I’ve been doing this programming thing a long time. Since roughly when Zork I hit the market, in fact. Back when computers couldn’t talk to each other. After that there were modems, and then FidoNet provided a crude networked mail feature. And in the very early ’90s, we discovered the Internet and all the various protocols it comprised. My contribution was that some friends and I wrote the code behind a pretty big web site. In those early days, we first did it with CGI programs written in Pro*C, then a second time with Java Servlets. A year later, we used servlets again to build an e-mail marketing platform. Building web apps with those technologies was hard work.
I am now an iOS developer, spending my time concerned with provisioning profiles, retain cycles and autolayout constraints. My interaction with these web services is mostly limited to using an instance of
NSJSONSerialization. But sometimes I find myself wanting to throw together a practice app backed by a web service. During our most recent Clash of the Coders, I found myself wishing I could contribute more on the server side.
Today, server apps are built in better ways. At Big Nerd Ranch, we are big fans of Ruby on Rails. We have a lot of production apps deployed on Rails, including our internal work tracking system. To contribute, I needed to up my game in this area. But with regular work constantly beckoning, I wasn’t likely to self-start all the way up to whipping up web apps. I’d tried a few times but gotten lost without a guide.
And let’s be honest—there’s a great danger in complacency. I know more than one developer who helped build a monolith at some company and is riding that monolith to retirement. I’m not knocking it, but that life ain’t for me. I want to build apps in the latest technologies. I want to keep my skills current. Like exercise, it feels good to stretch your brain. And also like exercise, it keeps you young. It’s even better when you’re pushed out of your comfort zone. Like Zork, there’s always another level to conquer.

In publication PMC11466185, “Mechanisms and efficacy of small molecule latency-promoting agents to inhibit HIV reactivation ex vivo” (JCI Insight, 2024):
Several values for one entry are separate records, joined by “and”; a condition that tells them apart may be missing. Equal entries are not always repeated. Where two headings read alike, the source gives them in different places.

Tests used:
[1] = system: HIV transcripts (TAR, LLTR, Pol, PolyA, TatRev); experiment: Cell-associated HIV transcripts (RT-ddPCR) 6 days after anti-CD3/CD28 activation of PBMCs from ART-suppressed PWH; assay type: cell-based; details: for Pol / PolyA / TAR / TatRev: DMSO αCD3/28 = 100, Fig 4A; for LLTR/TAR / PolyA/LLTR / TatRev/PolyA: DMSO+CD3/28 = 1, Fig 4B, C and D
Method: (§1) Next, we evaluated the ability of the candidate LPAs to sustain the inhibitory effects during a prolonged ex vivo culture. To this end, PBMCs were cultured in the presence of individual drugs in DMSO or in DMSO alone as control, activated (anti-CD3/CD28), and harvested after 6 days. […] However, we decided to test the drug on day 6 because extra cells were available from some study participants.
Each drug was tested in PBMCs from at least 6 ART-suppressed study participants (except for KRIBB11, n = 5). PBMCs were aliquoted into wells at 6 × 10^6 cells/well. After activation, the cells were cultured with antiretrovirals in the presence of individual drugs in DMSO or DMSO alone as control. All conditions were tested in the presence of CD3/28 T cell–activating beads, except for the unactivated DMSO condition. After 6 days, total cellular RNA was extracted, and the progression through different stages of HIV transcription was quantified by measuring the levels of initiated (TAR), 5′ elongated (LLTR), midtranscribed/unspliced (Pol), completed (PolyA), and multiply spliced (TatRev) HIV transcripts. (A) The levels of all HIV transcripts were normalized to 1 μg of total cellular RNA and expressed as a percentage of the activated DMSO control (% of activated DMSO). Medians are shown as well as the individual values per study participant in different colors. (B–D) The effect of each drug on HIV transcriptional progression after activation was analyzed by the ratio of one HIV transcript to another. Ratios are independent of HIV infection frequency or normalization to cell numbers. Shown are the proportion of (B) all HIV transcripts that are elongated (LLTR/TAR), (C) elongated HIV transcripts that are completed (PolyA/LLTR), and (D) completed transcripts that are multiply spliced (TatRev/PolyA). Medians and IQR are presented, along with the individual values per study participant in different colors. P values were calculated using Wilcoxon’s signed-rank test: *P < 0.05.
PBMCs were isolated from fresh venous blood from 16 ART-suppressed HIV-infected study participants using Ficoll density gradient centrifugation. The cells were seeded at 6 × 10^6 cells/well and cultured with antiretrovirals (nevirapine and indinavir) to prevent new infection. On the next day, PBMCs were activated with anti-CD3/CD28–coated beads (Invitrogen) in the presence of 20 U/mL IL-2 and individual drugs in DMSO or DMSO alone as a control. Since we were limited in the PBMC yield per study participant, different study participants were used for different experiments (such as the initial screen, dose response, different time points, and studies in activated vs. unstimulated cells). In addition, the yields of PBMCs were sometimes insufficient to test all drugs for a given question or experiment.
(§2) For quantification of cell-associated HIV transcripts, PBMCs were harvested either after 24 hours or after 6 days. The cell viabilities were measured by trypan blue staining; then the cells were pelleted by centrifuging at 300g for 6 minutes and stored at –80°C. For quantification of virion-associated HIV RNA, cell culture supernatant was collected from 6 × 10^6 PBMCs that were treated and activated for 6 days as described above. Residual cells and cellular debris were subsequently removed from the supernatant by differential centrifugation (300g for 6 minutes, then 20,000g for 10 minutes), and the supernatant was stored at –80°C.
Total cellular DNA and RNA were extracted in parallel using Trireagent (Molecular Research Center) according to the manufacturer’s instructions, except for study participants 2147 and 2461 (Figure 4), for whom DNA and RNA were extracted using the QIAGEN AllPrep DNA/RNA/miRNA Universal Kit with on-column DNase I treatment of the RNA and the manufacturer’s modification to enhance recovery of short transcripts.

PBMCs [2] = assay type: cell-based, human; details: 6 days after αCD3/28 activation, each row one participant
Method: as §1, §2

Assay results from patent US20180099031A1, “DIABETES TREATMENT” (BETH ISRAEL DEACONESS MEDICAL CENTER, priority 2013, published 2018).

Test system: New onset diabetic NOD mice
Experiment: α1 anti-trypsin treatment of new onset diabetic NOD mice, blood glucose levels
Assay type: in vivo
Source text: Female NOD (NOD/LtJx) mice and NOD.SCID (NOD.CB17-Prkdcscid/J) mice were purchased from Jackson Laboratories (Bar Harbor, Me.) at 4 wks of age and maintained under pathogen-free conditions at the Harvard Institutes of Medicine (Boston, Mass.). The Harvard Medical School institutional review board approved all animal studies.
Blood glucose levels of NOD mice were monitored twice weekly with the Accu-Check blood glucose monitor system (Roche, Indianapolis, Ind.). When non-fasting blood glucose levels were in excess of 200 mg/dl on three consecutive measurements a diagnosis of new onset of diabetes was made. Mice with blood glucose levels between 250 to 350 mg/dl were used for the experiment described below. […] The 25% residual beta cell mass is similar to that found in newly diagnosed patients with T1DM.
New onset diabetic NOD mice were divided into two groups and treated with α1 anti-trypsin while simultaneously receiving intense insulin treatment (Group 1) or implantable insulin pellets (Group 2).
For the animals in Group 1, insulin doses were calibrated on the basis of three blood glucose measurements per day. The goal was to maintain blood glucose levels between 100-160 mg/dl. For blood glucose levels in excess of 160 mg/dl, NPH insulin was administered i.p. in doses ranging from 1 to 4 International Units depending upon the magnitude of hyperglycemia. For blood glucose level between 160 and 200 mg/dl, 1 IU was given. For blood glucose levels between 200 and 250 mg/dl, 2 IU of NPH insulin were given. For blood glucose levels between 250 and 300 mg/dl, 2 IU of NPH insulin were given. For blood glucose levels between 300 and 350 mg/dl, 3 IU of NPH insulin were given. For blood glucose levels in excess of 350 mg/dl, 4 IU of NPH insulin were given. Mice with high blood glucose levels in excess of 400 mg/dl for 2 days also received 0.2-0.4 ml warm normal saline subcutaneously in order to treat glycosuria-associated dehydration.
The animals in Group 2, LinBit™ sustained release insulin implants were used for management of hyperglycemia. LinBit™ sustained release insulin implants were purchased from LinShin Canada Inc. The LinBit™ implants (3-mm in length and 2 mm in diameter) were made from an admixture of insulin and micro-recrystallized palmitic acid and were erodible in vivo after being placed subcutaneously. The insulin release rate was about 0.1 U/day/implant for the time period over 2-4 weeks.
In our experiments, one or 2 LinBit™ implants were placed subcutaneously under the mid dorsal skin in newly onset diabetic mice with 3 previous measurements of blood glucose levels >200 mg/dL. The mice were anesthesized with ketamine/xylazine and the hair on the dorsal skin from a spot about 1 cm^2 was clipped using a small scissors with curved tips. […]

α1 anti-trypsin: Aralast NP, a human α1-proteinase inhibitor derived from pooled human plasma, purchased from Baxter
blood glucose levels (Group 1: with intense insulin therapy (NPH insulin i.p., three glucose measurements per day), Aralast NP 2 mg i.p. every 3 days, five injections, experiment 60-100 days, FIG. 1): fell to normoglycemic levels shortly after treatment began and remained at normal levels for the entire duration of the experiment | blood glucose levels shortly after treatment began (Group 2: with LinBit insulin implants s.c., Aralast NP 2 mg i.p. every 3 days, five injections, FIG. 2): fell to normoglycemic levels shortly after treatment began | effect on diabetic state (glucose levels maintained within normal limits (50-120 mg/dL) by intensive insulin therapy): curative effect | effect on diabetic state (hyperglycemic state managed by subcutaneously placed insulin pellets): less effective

Thus I went out to the Ranch for our Ruby on the Server bootcamp.
While I listened to “A Farewell To Kings” and daydreamingly reminisced about playing Zork, I drove west of Atlanta into the wilderness. Right as the album drew to a close, I found myself in an open field west of a white house, with a boarded front door. No wait, wrong story.
I found myself in a deep valley west of a large building with an unlocked front door. Going inside, I was greeted by a cavernous room with a huge fireplace made of river stone. The staff quickly and efficiently checked me in and I was directed to my cabin. Once there, I found a big bed, a gorgeous view of the valley and a serviceable internet connection. Truly, this Nerd’s paradise! I spent the evening installing my software so that I’d be ready in the morning. In the night, I was not eaten by a Grue, though I think I might have heard one lurking.
After breakfast, the students assembled in the classroom. The other students were similarly ready; only a few minutes were spent setting up software, and then we were off. The first day was spent on Ruby core concepts, the Rack web server and Sinatra application stack. We got acquainted with our classmates, from places as disparate as Seattle and Orlando. A post-lunch walk held off the afternoon nap attack.
We learned about Ruby’s runtime, and some of the syntax. We created some database tables and made them web-accessible. Picking up the syntax of the Ruby language made this day perhaps the most brain-bending day of all. In fact, it would be relatively natural to write a Zork interpreter to run in Ruby’s shell (